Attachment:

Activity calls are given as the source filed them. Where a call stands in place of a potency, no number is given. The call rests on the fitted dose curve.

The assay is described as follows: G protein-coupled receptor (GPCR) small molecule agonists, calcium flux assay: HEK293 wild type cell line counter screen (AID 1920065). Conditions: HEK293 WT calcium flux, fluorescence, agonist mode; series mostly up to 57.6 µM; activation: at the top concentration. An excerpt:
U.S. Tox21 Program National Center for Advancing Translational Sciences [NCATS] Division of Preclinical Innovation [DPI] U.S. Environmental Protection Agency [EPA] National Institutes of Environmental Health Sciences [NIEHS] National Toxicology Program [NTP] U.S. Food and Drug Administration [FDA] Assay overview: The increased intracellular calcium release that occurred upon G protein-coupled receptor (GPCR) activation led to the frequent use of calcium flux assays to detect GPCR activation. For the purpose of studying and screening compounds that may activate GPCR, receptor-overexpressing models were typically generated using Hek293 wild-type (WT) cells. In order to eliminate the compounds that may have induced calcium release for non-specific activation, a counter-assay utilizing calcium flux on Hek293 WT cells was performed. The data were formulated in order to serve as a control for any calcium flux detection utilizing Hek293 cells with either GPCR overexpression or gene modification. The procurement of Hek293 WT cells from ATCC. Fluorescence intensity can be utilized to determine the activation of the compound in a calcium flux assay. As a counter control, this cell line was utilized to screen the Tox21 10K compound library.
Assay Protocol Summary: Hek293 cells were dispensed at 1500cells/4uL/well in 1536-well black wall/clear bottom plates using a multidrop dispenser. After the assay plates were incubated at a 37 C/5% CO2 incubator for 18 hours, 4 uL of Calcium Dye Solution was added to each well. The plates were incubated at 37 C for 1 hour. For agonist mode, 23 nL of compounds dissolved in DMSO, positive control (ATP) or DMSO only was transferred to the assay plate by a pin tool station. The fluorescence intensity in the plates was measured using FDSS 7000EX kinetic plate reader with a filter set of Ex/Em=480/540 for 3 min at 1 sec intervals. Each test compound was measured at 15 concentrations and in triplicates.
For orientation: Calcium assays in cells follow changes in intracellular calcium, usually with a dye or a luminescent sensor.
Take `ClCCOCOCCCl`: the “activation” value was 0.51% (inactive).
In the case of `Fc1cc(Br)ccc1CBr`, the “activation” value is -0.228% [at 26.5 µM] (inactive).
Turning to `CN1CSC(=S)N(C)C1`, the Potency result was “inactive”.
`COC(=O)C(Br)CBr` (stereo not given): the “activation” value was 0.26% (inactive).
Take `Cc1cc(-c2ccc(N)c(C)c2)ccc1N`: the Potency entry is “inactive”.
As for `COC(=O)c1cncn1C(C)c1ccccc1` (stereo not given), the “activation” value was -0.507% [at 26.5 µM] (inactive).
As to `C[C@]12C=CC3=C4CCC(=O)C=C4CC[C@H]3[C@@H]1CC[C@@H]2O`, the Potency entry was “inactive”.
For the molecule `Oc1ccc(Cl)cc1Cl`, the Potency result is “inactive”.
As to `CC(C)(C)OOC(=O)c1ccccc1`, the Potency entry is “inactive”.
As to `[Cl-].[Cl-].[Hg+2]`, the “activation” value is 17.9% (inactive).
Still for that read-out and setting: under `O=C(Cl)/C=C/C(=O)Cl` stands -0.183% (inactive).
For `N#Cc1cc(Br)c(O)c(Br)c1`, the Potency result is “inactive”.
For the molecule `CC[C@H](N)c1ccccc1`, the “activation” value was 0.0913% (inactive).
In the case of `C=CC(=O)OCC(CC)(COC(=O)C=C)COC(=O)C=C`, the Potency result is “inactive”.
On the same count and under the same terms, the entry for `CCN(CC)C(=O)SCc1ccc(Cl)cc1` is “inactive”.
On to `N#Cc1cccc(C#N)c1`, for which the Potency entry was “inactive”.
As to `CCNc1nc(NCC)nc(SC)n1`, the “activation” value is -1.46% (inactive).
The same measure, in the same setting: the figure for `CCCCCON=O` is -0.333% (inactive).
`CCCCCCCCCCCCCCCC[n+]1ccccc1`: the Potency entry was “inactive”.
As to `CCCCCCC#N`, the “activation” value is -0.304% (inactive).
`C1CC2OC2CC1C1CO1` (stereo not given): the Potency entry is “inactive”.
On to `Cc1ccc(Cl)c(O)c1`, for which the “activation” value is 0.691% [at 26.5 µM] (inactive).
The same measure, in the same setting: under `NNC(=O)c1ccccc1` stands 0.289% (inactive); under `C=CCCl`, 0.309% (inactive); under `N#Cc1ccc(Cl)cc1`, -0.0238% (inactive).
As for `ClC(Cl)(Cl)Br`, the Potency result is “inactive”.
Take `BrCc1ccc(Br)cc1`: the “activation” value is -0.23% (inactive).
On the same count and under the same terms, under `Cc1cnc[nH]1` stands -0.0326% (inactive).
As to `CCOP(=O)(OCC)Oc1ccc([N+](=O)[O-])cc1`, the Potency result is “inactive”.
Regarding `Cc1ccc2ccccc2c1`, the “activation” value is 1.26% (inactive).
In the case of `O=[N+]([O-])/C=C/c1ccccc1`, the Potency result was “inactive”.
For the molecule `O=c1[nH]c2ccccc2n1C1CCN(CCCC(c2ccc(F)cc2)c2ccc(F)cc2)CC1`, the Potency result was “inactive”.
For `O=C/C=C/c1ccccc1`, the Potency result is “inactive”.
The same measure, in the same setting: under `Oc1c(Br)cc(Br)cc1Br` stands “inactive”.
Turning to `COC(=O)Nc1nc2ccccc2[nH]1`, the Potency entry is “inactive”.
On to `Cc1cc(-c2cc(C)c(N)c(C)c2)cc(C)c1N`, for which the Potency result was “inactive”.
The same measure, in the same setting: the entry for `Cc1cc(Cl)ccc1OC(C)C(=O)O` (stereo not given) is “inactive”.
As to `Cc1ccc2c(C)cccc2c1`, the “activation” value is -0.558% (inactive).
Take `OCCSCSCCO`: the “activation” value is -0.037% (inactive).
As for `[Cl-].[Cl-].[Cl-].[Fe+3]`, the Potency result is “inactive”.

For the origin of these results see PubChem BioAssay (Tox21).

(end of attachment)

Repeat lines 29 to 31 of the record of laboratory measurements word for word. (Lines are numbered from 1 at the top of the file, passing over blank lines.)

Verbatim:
As for `ClC(Cl)(Cl)Br`, the Potency result is “inactive”.
Take `BrCc1ccc(Br)cc1`: the “activation” value is -0.23% (inactive).
On the same count and under the same terms, under `Cc1cnc[nH]1` stands -0.0326% (inactive).